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The future of realty will be in urban areas, says report

Demand for real estate in future will be primarily in urban areas with affordable housing, office space and commercial space driving the boom, according to a report titled India 2030- Exploring the Future, by the Confederation of Real Estate Developers Association of India (CREDAI) in association with global property consultant CBRE.

The report says that, increasing shift to the cities will see a corresponding rise in demand for affordable housing. “Affordable housing will remain the dominant segment in the coming years, with a total of 10 million PMAY (U) units to be delivered by 2020 itself,” says the CREDAI-CBRE study. It also foresees rapid urban growth in office space from 600 million square feet in 2019 to one billion square feet by 2030.

The trends clearly point in this direction, experts agree. “Lines between urban and rural areas are blurring. More cities are attracting people, in larger numbers than before, and this is driving some of the growth,” said Samson Arthur, branch director, Hyderabad, property consultancy Knight Frank India. He believes that, migration drives the growth of infrastructure and it creates a conducive climate for real-estate developments

too. 

The findings of the report may even withstand the current stagnation in the real estate sector caused by the non-banking financial company (NBFC) crisis, according to Pankaj Kapoor, managing director at realty consultancy Liases Foras.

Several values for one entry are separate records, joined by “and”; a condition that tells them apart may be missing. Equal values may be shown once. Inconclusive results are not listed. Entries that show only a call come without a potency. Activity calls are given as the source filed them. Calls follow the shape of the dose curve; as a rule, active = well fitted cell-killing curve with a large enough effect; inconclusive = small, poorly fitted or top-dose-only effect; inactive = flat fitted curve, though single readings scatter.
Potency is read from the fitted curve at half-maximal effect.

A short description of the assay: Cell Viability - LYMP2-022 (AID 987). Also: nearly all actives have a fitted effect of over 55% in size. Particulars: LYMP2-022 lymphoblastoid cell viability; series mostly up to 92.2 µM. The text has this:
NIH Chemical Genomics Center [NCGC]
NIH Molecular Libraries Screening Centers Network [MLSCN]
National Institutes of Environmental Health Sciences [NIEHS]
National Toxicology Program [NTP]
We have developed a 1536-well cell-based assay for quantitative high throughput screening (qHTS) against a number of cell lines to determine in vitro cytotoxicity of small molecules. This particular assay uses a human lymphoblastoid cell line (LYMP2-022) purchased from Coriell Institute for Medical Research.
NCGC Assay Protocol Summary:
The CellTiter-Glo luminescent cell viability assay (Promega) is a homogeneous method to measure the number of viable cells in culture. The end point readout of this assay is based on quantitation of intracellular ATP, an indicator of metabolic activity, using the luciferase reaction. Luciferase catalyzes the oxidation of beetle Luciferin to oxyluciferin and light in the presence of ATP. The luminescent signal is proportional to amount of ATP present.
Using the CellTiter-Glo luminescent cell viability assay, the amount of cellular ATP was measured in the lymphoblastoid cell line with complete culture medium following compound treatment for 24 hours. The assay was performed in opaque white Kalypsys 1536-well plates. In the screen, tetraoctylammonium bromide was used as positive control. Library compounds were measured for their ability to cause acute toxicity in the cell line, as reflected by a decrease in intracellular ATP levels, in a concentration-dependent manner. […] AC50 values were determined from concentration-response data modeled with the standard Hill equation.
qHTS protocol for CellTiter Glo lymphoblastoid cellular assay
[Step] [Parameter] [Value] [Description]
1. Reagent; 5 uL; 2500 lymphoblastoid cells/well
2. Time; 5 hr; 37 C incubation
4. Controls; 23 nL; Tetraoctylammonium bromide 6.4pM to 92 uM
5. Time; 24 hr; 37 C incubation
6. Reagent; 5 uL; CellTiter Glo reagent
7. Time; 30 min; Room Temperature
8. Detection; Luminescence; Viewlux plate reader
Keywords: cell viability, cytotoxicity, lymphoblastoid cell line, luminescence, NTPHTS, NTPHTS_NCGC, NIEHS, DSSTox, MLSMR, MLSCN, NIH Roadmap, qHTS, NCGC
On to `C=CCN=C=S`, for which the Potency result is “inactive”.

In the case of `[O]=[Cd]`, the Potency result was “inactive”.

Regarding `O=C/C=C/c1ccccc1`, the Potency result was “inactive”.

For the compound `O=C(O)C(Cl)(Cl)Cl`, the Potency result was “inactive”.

“Right now there are no investors for affordable housing but the segment will still be a dominant one and do well in the smaller cities in the near future,” feels Kapoor. In the face of a possible economic slowdown office space will rely on a recovery in the overall economy, says Kapoor.

There are other serious challenges too. The report cites that by 2030, India’s urban population will contribute as much as 75 per cent of the GDP but this projection can only become a reality if the pressure on the physical and civic infrastructure systems is eased.

Most Indian cities lag on key quality of life parameters and are plagued by challenges such as poverty, lack of affordable housing, traffic congestion, overcrowding, environmental degradation and air pollution,” the report points out.

In order to have more liveable cities it goes on to say, “The government needs to spend spend 7-8 per cent of its GDP on infrastructure annually to boost public and private investment in infrastructure.” Some solutions to the infrastructure problems need to be done on a much wider scale, says Rohit Poddar, managing director, Poddar Housing and Development and joint secretary of NAREDCO Maharashtra.

“The issue of parking spaces in metro cities like Mumbai is being addressed by solutions like vertical lots. Considering the rising demand for amenities and concern over security, developers are coming up with the township-led projects which is self-sustained with all the basic amenities. Townships and gated communities in the peripheral regions of the metros are seen as possible avenues to satiate the demand for a home with social amenities and security arrangements at an affordable price,” he said.

HT Media

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